And when it’s in use? This booster has a space-saving narrow 14″ base, and the aluminum-reinforced back rest can be adjusted to 5 different reclined positions — regardless of the angle of the car’s seat back.

Viaggio Flex 120 booster can be used for kids from 40 lbs. and 39 inches tall all the way up to 120 lbs and is highly adjustable to accommodate growing kids. See more photos and get the full specs for the Primo Viaggio Flex 120 here. And see all my recommended Best Safety Booster Seats for travel here, including high-back belt-positioning boosters and booster mode only (no back).

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3. Take Advantage of Car Seat Travel Bags and Wheeled Transporter Carts

Car seats wheel easily through the airport with kids strapped in for the ride.
Car seats wheel easily through the airport with kids strapped in for the ride.

Since car seats can get easily damaged by heavy suitcases in the airport luggage system — and occasionally rerouted to the wrong airport! — it’s not recommended to check your child’s car seat at the ticket counter.

Fortunately getting your car seat through the airport and/or to your rental car has never been easier. There are so many great products to help!

Enlist the helpful wheels of a car seat travel cart like the one shown above, and you can wheel your kid strapped into the car seat right to the gate! Or employ a clever and cost-effective luggage strap that does double duty for car seats.

And don’t overlook the protective travel bags you can alsoload up with extra jackets and bulky items during transport. Some with wheels or backpack carrying straps make it all the easier to get them to your gate.

See all my latest Recommended Car Seat Travel Bags, Travel Carts, and related products here. And don’t miss the post: Seven Easy Ways to Get Your Car Seat Through the Airport for more help.

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4. Check Local Car Seat Laws

Before you travel with your child’s car seat overseas, be sure to check the local car seat laws at your destination. Just as we in the U.S. have our own national car seat safety standards and testing specifications, so do most other developed countries.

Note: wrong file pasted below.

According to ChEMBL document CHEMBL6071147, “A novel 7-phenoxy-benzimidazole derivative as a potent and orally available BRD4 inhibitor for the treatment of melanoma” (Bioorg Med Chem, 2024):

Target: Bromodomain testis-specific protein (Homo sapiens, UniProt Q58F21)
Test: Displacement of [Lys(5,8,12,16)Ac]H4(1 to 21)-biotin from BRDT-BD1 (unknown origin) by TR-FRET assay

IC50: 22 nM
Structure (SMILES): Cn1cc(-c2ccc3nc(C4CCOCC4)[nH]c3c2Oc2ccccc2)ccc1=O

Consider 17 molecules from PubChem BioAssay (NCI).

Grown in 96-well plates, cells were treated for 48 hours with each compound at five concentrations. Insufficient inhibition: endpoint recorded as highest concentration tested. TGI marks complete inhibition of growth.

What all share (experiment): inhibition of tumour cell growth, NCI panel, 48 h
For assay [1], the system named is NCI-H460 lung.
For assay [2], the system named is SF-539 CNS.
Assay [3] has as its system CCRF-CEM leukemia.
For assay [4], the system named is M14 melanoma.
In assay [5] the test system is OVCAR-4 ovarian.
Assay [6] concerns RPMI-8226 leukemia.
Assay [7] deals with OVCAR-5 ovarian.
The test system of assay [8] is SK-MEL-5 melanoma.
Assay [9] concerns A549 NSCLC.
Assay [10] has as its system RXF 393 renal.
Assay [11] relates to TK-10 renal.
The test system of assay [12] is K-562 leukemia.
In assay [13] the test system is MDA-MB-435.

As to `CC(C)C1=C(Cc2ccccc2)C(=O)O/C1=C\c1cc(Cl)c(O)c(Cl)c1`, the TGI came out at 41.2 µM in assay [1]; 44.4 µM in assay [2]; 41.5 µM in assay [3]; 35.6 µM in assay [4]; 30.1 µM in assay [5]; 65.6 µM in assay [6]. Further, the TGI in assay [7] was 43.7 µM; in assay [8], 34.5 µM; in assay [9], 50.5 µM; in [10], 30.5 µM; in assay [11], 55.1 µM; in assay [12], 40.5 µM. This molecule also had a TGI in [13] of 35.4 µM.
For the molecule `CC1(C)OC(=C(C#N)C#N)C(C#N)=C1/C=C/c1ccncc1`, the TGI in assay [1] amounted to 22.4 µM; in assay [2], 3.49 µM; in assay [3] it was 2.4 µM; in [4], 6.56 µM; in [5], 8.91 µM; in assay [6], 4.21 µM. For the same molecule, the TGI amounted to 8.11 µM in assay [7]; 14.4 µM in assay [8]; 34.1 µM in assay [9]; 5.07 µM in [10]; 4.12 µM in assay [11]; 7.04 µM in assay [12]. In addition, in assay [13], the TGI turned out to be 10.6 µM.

Age requirements, especially for safety booster seats, still vary widely in many countries. And certifications trusted at home may not meet requirements in other parts of the world — including booster seats in Costa Rica. See the next point for more advice on using car seats abroad.

And if you’re wondering if car seats are required in taxis – or if they might be provided by taxis or ride share services like Uber and Lyft – check out this post.

6. Consider Renting a Car Seat for Your Rental Car – Two Ways!

sign for rental car services at airport

Renting a Car Seat Way #1

If you’ll be renting a car at your destination, it may be possible to rent a car seat or booster seat from the car rental agency. If you won’t need a car seat on the airplane, this could be a great convenience. However this does not always work out as well as it should.

Not all car rental companies will guarantee the car seat will be there, so it’s good to check the fine print or simply ask. It might also show signs of wear or damage (or be filthy). So I only recommend it if you’re using a reputable agency that will guarantee your child’s car seat will be there with your rental car.